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Sports rivalries are shaped by a sense of place and identity as well as by psychology, sociology, and politics. For well-known sports rivals, every engagement is a big game, whether or not a championship is at stake, as their reputation is shaped by their successes.
Throughout the years, here are some of the most iconic sporting rivalries that have made history:
- Conor McGregor versus Khahib Nurmagomedov
MMA is known for its feuds between fighters, but one rivalry really takes the top spot. Conor McGregor is one of the most well-known MMA fighters of all time, and he’s just as good a fighter as he is at causing a rift with other athletes. Nurmagomedov and McGregor have been repeatedly jibing at each other for years, and it finally came to blows on October 6th, 2018, for what has been dubbed as one of the most important UFC fights ever. Their beef with each other started way back in 2015, with McGregor stating he thinks Nurmagomedov would win the lightweight belt instead, poking fun at his stature and physical appearance. In retaliation, Nurmagomedov made it clear that he’d like to get McGregor in the ring and prove him wrong. This type of smack talk against each other went back and forth until they fought in 2018, with Nurmagomedov ultimately winning the battle. It’s not known why these two were at each other’s throats for so long, and it’s unclear if McGregor was serious or not with his comment made back in 2015, but it definitely made for a great rivalry and fans revelled in their face-offs.
- Los Angeles Lakers versus Boston Celtics
Having met twelve times in the NBA finals, the Los Angeles Lakers and the Boston Celtics tower above their competition when it comes to Hall of Fame inductees and championships. Historic moments include Red Auerbach lighting his victory cigar on the parquet floor of the Boston Garden in the 1950s and ’60s and Pat Riley orchestrating the Lakers’ “Showtime” in Armani in the 1980s, generating a range of personal rivalries as well as a team rivalry. Race has been another primary cause of discussion among fans, especially as the Celtics fielded a disproportionately white line-up at a time when the game had become dominated by African American players.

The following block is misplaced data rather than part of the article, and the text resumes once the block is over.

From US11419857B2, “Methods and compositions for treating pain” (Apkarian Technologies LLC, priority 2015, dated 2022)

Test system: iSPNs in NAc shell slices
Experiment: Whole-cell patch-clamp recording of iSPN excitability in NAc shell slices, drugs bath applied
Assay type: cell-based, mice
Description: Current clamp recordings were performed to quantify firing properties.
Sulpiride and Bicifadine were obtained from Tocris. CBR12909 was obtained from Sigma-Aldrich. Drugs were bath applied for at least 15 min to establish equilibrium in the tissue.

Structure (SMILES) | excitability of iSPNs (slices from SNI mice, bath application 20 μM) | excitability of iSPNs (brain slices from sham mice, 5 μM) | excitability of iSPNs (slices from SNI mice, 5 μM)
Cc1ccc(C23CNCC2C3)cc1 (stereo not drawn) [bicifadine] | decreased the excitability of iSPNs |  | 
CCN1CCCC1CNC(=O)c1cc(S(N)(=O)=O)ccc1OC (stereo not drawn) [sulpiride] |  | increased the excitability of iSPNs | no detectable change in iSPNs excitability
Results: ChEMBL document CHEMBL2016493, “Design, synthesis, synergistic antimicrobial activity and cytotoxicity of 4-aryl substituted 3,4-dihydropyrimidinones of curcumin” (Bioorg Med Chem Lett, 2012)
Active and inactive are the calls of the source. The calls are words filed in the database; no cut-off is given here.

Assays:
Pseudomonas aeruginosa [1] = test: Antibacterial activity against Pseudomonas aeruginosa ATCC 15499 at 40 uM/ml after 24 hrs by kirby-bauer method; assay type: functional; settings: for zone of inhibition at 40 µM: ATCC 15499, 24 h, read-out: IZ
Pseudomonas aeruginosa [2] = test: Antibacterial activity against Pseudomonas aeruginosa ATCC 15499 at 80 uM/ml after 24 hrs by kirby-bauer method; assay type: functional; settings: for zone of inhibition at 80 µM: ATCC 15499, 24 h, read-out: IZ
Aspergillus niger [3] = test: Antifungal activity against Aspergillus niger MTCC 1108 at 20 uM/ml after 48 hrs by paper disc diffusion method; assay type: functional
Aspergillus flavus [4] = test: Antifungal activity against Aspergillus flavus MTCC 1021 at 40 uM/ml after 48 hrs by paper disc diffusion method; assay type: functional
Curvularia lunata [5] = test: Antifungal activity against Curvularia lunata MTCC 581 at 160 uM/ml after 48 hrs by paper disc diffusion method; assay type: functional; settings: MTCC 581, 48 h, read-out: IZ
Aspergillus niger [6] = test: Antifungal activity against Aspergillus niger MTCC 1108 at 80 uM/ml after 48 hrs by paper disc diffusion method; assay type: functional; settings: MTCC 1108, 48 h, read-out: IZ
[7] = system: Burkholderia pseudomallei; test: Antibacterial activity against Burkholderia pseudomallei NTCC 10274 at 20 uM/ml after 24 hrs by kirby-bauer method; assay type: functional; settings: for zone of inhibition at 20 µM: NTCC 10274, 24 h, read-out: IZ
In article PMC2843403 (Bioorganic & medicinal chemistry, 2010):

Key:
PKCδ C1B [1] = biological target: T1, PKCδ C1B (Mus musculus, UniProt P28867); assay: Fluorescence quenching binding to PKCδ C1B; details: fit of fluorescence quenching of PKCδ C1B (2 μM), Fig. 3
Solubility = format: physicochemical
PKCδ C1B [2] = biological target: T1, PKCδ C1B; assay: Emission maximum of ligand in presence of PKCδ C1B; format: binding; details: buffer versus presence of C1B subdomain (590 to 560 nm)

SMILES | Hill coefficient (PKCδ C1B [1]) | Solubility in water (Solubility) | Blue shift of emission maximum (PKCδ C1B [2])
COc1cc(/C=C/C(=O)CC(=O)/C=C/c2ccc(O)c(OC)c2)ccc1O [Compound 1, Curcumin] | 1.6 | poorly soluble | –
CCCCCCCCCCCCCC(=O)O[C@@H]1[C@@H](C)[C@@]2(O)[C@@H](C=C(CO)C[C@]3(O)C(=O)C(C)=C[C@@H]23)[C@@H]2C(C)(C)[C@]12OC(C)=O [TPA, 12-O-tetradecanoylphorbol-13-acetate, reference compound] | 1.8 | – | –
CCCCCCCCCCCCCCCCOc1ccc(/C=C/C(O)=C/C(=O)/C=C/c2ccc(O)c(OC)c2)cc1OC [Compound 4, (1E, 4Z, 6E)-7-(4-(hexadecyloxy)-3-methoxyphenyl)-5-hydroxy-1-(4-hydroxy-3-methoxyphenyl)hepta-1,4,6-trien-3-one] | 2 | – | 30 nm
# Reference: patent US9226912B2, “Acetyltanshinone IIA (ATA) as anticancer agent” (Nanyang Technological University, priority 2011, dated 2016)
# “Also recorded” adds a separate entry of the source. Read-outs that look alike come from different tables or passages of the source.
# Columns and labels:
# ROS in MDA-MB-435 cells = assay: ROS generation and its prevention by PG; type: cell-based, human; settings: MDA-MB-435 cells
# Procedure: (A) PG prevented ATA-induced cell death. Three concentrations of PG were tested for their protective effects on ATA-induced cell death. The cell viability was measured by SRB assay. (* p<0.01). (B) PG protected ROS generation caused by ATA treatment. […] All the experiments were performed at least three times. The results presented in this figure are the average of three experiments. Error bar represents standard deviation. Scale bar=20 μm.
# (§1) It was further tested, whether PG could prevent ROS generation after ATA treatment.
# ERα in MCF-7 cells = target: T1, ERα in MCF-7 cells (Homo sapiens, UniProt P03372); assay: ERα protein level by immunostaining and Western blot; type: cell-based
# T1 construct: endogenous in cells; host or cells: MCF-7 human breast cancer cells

- Joe Frazier versus Muhammad Ali
Boxing is a game all about rivalry as it is, but some of the most well-known rivals include Joe Frazier and Muhammad Ali. With race being a huge part of the rivalry stemming back to their first match in 1971, even though both men were African American and had been friends prior, that changed after Mohammed Ali went to great lengths to depict Frazier, who was largely silent on the issue of civil rights, as a patsy for the white establishment. With Ali being such an outspoken champion of black power, this psychological advantage created an intense rivalry. In 1973, Ali won a commanding decision over Frazier and became considered the greatest fighter of all time to many. For 14 rounds, Ali and Frazier relentlessly fought until Ali ultimately survived better than Frazier, winning the “Thrilla in Manila” by a technical knockout.